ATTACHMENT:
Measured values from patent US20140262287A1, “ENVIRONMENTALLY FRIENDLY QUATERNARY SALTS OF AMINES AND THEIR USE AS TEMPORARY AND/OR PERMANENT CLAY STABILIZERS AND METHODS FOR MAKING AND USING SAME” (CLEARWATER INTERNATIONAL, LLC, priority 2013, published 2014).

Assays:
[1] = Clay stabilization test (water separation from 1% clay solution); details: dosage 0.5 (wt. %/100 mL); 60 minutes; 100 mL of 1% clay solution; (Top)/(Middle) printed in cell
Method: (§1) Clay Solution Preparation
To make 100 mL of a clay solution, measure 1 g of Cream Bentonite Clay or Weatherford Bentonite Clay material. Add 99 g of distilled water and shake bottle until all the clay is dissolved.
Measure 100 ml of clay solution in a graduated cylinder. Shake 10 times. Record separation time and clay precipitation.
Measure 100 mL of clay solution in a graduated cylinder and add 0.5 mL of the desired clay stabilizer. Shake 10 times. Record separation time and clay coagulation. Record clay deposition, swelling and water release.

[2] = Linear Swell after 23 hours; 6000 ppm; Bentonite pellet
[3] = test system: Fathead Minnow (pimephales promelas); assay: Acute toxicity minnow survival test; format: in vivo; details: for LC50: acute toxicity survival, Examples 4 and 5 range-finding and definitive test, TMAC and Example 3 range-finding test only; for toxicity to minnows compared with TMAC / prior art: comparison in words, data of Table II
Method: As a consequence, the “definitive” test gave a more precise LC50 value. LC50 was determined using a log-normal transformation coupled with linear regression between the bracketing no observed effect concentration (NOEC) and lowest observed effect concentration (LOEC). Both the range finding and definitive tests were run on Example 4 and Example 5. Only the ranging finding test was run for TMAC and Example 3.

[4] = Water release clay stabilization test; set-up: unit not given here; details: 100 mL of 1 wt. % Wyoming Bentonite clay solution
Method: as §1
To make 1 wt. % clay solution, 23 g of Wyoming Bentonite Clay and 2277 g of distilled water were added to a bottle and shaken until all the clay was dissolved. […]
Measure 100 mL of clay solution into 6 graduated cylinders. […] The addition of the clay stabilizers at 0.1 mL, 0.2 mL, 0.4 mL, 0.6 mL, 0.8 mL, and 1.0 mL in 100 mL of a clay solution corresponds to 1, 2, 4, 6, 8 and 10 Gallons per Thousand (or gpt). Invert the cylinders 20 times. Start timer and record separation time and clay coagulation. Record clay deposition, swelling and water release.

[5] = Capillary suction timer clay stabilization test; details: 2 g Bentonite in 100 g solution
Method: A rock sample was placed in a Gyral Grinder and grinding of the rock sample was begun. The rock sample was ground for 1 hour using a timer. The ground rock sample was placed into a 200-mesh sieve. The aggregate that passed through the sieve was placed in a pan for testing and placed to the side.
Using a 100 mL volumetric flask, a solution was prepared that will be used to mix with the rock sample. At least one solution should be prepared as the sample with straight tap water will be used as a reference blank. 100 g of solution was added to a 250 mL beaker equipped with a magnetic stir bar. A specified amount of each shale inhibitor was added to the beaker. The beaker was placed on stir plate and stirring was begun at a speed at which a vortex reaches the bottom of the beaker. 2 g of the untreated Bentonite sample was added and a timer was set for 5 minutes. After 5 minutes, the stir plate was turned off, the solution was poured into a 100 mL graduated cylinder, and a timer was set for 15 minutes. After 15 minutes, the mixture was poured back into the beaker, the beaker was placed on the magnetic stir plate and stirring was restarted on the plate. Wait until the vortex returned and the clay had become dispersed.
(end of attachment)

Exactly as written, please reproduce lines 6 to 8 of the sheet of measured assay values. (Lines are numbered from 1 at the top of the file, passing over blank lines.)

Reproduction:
Measure 100 ml of clay solution in a graduated cylinder. Shake 10 times. Record separation time and clay precipitation.
Measure 100 mL of clay solution in a graduated cylinder and add 0.5 mL of the desired clay stabilizer. Shake 10 times. Record separation time and clay coagulation. Record clay deposition, swelling and water release.

[2] = Linear Swell after 23 hours; 6000 ppm; Bentonite pellet